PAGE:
First, John and Emaline Bashor built a church! The generous couple, whose vision established a foundation for what is now Bashor Children's Home, had roots deep in the Wesleyan tradition. Truly, they did "all the good they could, by all the means they could in all the ways they could."
A generation before the Bashor Deaconess Orphanage welcomed its first young men, Bashor Methodist Episcopal Chapel served Harrison Township farm families. John and Emaline set the cornerstone personally in 1892.
Walk around the northeast corner of the campus and you'll come across the remains of the foundation. Unfortunately, the small chapel succumbed to the economic challenges of the Great Depression.
While the building may be gone, the Methodist tradition is as strong as ever. Whenever Bashor has faced a challenge, the church has been there to answer. As the agency continues its "Yesterday, Today, Tomorrow" campaign, the North Indiana United Methodist Conference, its congregations and its membership will once again be asked to play a major role.
"We stepped out in faith," says Don Phillips, who is in his eighth year as Bashor's President and CEO. "All you have to do is look at our history. The church and its people have always been willing to meet the need when we put it out. It was true when we started as an orphanage (1923); it was true when we built the cottages (1969); and it was especially true when we needed the new Secure building."
Phillips pointed to the Lung/Stull Building, completed in 1997 with a tremendous boost from churches and individuals. United Methodists set the pace in a $2 million project that now provides 16 beds in a secure setting and is the foundation for the FAITH residential continuum. The building also provides group rooms, treatment rooms and staff offices.
"We have been very blessed in the beginning stages of our fundraising drive," says Vince Turner, vice president of development and public relations. "Several benevolent families in the Goshen area got us off to a good start, allowing us to break ground and start construction. Now we're taking our case to the churches in Indiana who have been such a vital part of our ministry in the past. We truly believe they will be a part of our future as well."
Giving opportunities divided into three areas:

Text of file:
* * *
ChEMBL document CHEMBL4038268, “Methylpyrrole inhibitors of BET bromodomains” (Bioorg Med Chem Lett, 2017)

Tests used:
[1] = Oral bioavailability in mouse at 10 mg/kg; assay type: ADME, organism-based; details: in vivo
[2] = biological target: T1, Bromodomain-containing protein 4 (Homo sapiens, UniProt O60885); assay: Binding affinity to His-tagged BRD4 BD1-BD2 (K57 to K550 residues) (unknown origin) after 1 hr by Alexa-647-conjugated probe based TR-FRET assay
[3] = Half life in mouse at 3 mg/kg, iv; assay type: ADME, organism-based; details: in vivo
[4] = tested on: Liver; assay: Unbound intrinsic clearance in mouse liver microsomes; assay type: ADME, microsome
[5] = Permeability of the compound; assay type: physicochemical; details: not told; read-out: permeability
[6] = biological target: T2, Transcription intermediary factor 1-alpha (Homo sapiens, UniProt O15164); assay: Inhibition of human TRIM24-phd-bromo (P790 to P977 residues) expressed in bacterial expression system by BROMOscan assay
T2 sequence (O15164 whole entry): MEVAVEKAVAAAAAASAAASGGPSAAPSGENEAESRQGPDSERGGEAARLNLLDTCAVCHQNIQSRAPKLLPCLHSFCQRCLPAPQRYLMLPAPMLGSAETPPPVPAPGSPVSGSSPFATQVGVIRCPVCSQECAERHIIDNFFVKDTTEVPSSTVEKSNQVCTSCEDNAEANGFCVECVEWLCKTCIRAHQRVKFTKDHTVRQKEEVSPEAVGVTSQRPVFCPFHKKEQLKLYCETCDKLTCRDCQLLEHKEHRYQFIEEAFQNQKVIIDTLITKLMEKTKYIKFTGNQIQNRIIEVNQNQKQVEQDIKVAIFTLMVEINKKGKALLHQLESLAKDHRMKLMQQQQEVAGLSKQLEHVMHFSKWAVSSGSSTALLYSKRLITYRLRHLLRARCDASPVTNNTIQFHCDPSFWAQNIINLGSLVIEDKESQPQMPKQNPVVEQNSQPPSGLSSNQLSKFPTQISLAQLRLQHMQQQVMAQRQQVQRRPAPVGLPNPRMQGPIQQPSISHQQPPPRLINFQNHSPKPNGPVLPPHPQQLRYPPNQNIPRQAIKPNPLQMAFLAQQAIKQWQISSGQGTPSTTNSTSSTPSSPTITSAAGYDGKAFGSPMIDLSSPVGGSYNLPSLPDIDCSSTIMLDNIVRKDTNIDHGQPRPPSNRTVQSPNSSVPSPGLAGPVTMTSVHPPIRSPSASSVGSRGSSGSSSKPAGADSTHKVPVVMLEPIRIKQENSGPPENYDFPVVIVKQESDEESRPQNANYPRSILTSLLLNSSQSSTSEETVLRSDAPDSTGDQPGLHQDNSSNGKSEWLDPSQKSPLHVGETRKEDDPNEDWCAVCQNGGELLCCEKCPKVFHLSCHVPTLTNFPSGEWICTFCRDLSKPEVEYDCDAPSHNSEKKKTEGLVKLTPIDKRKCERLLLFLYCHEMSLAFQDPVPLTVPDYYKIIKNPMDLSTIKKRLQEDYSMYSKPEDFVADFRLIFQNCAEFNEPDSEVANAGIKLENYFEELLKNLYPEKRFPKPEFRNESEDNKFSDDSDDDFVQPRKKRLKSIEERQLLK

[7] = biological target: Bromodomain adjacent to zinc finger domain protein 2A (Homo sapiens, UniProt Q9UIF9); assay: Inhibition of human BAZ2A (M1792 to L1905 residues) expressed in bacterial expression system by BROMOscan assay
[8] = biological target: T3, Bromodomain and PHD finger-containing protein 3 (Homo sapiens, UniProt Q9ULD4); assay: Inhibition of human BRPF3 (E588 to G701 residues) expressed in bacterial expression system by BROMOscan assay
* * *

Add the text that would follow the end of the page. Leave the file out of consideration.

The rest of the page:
Evan Bergwall Memorial Wing
This section of the new building will be named for the former community activist and chairman of the Board of Directors who chaired the fund drive for the original school building. Four churches will be asked to step forward and sponsor an individual classroom. First United Methodist Church of Goshen has already claimed one of those rooms.
A ring of commemorative plaques will circle the new, 250-set dining hall. "Our hope here is that people will enter the dining hall and be overwhelmed by the diversity of support," says Turner. "We hope to see plaques recognizing churches from Crown Point to Winchester, from Fort Wayne to Lafayette and everywhere in between."
This will be a brick path leading to the main entrance of the Community Resource Center. The bricks will serve as permanent memorials and honorariums and may be for individuals, families, churches or circles.
The church portion of the "Yesterday, Today, Tomorrow" campaign is being led by five pastors currently serving on Bashor's Board of Directors - the Rev. Steve Conner of Fort Wayne Church of the Covenant UMC, the Rev. Rick Taylor of Rochester Grace UMC, the Rev. Arch Hawkins of University UMC in Indianapolis, current Michiana District Superintendent the Rev. Bob Dexter and retired Marion District Superintendent the Rev. Dan Motto. The goal is to raise $500,000 in gifts and three-year pledges.
For more information about the campaign, contact Vince Turner at 574-875-5117 or email@example.com. An informational DVD is available. Members of the team also will visit churches, groups or individuals by request.
"We had two choices, say no to kids or do this," says Phillips, who noted Bashor now serves an average of more than 100 residents and students each day, an increase of nearly 50 percent during the past six years. Those young people have come from 27 Indiana counties during that time span.
"We have grown because we don't just care for children and their families, we care about children and their families. We know others care just as much. We believe they'll join us," Phillips said.